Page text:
February 8, 2018 | Plymouth Creek Center
14800 34th Avenue North, Plymouth MN 55447
8:30 a.m.-2:45 p.m. (registration begins at 8:00 a.m.)
Registration: $135 (see below)
State-of-the-art winter maintenance practices that protect water
Wise use of road salt creates a win-win situation that protects the environment, reduces community expense, and ensures safe roads. Join us to hear about the latest innovations in road salt application and technology, and consider new challenges on the horizon. Participants will leave with:
- A better understanding of the impacts of road salt use on our water resources and our environment
- A greater awareness of innovative practices, tools, and equipment to manage ice conditions on roads
- A chance to weigh in on emerging concerns and trends in salt use and management, including direct liquid application and the increasing frequency of freezing rain events
- Actionable steps to take to reduce salt use in your own organization or community
Who should attend: road salt applicators, municipal managers and staff, researchers, educators, local decision-makers, water resource managers, agency staff, concerned citizens, and others interested in the wise use of road salt to ensure protection of our water resources and communities.
Visit the 2017 Road Salt Symposium page for a review of last year's event.
Model Snow and
A Model Snow and Ice Management Policy Advisory Committee was convened in the summer of 2016 in response to an extraordinary interest in risk management expressed by attendees of the February 2016 Road Salt Symposium.
The framework offers a tool for cities and counties to prepare clear and complete snow and ice management policies and to help them limit the potential liability risk from these activities. Snow and ice management requires balancing public interests including public safety, equipment and material cost, environmental impact, and other concerns. The law governing public operations largely protects cities and counties from liability, in recognition of the fact that these local units must exercise judgment based on expertise, experience, and the circumstances of the occasion. The law says, however, that to merit this protection, a city or county must be able to show that competing public concerns are in play, that these concerns have been weighed, and that judgment was used in making both policy and operational decisions. The Model Policy is a tool for cities and counties to establish this foundation for their snow and ice management policies and practices.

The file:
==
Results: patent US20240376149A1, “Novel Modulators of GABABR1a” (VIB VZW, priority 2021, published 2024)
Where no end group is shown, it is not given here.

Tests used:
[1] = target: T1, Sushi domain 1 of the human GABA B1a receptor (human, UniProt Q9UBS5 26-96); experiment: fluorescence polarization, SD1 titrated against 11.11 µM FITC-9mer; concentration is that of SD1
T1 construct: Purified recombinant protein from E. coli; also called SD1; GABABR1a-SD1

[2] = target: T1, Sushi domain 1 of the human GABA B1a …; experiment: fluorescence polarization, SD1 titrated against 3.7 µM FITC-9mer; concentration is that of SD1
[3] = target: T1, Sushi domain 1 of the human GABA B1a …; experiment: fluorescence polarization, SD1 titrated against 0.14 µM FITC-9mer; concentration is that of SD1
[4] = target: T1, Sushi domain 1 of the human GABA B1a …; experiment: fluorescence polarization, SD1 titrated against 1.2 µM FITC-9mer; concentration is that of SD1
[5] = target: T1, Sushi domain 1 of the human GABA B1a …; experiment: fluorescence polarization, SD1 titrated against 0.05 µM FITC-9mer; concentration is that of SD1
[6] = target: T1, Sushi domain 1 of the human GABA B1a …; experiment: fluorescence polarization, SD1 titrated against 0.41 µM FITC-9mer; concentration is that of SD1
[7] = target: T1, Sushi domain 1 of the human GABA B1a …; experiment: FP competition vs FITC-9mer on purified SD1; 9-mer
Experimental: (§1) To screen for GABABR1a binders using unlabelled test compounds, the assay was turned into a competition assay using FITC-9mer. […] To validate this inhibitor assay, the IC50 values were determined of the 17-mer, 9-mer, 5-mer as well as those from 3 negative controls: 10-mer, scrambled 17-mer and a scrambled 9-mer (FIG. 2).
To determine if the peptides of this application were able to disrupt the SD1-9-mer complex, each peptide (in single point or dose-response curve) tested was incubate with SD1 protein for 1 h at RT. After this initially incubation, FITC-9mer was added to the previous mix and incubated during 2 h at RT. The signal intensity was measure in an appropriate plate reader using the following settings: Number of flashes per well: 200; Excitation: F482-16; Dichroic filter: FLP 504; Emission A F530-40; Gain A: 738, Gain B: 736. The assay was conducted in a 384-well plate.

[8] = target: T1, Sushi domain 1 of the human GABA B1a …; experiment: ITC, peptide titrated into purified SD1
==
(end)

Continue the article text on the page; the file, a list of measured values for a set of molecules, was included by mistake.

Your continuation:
Cities, counties, and other users of this Model Policy are encouraged to adapt and modify the Policy as appropriate to local circumstances with guidance from their respective attorneys.
Thanks to the following organizations that supported development of this policy: